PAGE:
Here is a short introduction to this quote.
By Marianne Williamson
When we were born, we were programmed perfectly. We had a natural tendency to focus on love. Our imaginations were creative and flourishing, and we knew how to use them. We were connected to a world much richer than the one we connect to now, a world full of enchantment and a sense of the miraculous.
So what happened? Why is it that we reached a certain age, looked around, and the enchantment was gone?
Because we were taught to focus elsewhere. We were taught to think unnaturally. We were taught a very bad
philosophy, a way of looking at the world that contradicts who we are.
We were taught to think thoughts like competition, struggle, sickness, finite resources, limitation,
guilt, bad, death, scarcity, and loss. We began to think these things, and so we began to know them. We
were taught that things like grades, being good enough, money, and doing things the right way, are more
important than love. We were taught that we’re separate from other people, that we have to compete to get
ahead, that we’re not quite good enough the way we are. We were taught to see the world the way that
others had come to see it. It’s as though, as soon as we got here, we were given a sleeping pill. The
thinking of the world, which is not based on love, began pounding in our ears the moment we hit shore.
Love is what we were born with. Fear is what we have learned here. The spiritual journey is the
relinquishment or unlearning-of fear and the acceptance of love back into our hearts. Love is the
essential existential fact. It is our ultimate reality and our purpose on earth. To be consciously aware
of it, to experience love in ourselves and others is the meaning of life.
Meaning doesn’t lie in things. Meaning lies in us. When we attach value to things that aren’t love-the
money, the car, the house, the prestige-we are loving things that can’t love us back. We are searching
for meaning in the meaningless. Money, of itself, means nothing. Material things, of themselves, mean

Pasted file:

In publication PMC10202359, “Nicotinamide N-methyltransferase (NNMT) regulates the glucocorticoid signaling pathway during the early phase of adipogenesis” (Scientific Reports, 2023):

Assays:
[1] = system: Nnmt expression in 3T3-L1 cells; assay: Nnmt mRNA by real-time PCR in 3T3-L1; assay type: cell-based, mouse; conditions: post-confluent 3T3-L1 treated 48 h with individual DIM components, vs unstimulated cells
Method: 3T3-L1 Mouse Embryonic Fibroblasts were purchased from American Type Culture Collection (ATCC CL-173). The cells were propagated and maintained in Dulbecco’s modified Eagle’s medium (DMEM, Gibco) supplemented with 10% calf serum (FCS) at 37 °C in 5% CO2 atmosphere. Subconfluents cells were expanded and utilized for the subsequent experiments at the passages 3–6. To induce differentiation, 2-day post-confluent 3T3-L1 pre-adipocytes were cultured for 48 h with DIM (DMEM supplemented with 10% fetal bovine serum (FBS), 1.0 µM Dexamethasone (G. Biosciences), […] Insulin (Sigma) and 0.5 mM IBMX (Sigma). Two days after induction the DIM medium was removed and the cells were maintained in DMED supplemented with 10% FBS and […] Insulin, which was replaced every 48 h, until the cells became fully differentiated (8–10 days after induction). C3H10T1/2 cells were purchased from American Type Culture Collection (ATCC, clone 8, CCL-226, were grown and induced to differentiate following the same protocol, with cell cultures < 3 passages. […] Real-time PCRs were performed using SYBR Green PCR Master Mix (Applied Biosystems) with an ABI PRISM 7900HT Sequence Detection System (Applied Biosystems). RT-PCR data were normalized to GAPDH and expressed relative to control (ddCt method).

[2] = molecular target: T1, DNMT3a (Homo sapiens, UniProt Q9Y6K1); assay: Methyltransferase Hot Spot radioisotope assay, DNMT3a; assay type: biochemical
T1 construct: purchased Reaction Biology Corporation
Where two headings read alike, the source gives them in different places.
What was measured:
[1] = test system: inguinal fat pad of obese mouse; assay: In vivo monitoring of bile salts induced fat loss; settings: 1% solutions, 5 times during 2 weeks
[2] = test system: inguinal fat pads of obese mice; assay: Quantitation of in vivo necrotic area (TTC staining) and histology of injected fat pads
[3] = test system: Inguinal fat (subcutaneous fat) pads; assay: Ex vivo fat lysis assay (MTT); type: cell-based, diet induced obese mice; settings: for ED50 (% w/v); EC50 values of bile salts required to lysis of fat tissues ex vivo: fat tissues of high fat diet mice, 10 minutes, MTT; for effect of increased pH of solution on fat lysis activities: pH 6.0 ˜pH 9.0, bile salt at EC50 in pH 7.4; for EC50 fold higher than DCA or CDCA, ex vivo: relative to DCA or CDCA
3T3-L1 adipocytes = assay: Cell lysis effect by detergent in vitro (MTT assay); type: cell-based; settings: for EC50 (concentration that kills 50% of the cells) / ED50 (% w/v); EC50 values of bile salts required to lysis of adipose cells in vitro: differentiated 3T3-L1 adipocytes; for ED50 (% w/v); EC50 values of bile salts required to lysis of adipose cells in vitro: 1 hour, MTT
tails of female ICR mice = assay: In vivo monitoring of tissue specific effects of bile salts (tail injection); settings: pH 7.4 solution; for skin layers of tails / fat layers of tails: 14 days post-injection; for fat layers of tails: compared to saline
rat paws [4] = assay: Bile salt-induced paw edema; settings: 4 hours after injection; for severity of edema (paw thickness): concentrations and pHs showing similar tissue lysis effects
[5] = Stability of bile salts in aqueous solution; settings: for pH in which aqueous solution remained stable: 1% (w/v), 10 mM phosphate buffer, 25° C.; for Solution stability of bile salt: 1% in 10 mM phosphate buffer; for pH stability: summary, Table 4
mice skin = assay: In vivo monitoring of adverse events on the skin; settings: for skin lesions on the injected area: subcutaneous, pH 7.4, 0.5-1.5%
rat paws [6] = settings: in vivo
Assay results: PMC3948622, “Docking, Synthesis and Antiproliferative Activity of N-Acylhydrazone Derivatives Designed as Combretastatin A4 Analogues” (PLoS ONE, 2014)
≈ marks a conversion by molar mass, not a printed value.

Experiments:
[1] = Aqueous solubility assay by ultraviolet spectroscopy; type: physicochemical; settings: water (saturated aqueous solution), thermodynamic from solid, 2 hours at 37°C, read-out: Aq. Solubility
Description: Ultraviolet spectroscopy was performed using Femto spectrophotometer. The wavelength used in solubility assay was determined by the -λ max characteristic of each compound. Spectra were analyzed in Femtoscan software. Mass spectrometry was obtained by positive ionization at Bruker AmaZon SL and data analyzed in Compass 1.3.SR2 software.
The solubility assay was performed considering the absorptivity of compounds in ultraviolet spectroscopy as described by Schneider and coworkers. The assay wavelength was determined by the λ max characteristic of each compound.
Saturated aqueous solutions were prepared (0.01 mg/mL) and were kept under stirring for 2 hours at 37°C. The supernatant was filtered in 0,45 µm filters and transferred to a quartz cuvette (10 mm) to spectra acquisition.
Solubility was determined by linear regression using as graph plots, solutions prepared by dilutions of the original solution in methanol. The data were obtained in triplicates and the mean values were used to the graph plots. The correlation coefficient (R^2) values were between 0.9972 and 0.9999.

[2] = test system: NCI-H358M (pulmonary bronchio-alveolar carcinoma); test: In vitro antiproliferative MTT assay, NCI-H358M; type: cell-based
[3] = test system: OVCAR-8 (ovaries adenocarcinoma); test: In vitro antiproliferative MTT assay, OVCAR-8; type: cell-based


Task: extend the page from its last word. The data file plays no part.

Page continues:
nothing. It’s not that they’re bad. It’s that they’re nothing.
We came here to co-create with God by extending Love. Life spent with any other purpose in mind is
meaningless, contrary to our nature, and ultimately painful. It’s as though we’ve been lost in a dark,
parallel universe where things are loved more than people. We overvalue what we perceive with our
physical senses, and undervalue what we know to be true in our hearts.
Love isn’t seen with the physical eyes or heard with physical ears. The physical senses can’t perceive
it; it’s perceived through another kind of vision. Metaphysicians call it the Third Eye, esoteric
Christians call it the vision of the Holy Spirit, and others call it the Higher Self. Regardless of what
it’s called, love requires a different kind of "seeing" than we’re used to-a different kind of knowing or
thinking. Love is the intuitive knowledge of our hearts. It’s a "world beyond" that we all secretly long
for. An ancient memory of this love haunts all of us all the time, and beckons us to return.
Love isn’t material. It’s energy. It’s the feeling in a room, a situation, a person. Money can’t buy it
Sex doesn’t guarantee it. It has nothing at all to do with the physical world, but it can be expressed
nonetheless. We experienced it as kindness, giving, mercy, compassion, peace, joy, acceptance,
non-judgment, joining, and intimacy.
Fear is our shared lovelessness, our individual and collective hells. It’s a world that seems to press on
us from within and without, giving constant false testimony to the meaninglessness of love. When fear is
expressed, we recognize it as anger, abuse, disease, pain, greed, addiction, selfishness, obsession,
corruption, violence, and war.
Love is within us. It cannot be destroyed, but can only be hidden. The world we knew as children is still
buried within our minds. I once read a delightful book called the Mists of Avalon. The mists of Avalon
are a mythical allusion to the tales of King Arthur. Avalon is a magical island that is hidden behind
huge impenetrable mists. Unless the mists part, there is no way to navigate your way to the island. But
unless you believe the island is there, the mists won’t part.
Avalon symbolizes a world beyond the world we see with our physical eyes. It represents a miraculous
sense of things, the enchanted realm that we knew as children. Our childlike self is the deepest level of
our being. It is who we really are and what is real doesn’t go away. The truth doesn’t stop being the
truth just because we’re not looking at it. Love merely becomes clouded over, or surrounded by mental
Avalon is the world we knew when we were still connected to our softness, our innocence, our spirit. It’s
actually the same world we see now, but informed by love, interpreted gently, with hope and faith and a
sense of wonder. It’s easily retrieved, because perception is a choice. The mists part when we believe
that Avalon is behind them.
And that’s what a miracle is: a parting of the mists, a shift in perception,
a return to love.